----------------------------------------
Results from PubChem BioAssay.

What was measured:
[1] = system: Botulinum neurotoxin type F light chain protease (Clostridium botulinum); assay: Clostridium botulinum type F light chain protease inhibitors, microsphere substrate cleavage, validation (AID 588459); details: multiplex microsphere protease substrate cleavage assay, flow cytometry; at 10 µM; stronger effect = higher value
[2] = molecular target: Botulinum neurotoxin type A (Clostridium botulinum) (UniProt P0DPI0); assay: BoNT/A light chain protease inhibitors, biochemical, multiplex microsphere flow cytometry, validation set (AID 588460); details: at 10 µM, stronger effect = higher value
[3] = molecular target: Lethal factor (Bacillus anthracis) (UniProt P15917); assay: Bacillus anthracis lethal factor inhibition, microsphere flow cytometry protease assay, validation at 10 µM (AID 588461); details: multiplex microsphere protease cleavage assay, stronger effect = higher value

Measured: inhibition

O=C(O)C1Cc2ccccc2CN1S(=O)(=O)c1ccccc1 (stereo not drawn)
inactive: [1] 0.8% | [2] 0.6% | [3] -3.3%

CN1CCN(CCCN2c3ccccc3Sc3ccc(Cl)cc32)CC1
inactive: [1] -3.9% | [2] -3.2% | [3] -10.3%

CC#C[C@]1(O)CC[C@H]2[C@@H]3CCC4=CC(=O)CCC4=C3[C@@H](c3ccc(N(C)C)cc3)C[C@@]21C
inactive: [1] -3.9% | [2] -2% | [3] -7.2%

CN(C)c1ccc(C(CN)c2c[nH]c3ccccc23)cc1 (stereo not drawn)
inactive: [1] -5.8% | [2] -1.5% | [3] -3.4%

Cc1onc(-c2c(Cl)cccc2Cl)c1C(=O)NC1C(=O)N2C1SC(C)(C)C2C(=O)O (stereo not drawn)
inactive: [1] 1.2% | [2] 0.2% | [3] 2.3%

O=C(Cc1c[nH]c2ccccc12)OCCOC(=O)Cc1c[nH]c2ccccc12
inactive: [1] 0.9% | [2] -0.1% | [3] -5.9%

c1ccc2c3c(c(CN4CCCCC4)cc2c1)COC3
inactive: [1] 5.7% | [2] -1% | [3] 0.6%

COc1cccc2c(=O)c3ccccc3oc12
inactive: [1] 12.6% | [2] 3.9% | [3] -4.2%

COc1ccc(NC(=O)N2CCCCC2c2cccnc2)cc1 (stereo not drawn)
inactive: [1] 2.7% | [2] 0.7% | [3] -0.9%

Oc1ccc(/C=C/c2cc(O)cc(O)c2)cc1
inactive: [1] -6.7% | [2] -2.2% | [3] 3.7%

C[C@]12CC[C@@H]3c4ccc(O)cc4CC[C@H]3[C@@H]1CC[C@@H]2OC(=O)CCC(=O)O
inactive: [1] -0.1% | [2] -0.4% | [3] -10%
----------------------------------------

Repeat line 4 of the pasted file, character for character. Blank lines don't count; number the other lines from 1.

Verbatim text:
[2] = molecular target: Botulinum neurotoxin type A (Clostridium botulinum) (UniProt P0DPI0); assay: BoNT/A light chain protease inhibitors, biochemical, multiplex microsphere flow cytometry, validation set (AID 588460); details: at 10 µM, stronger effect = higher value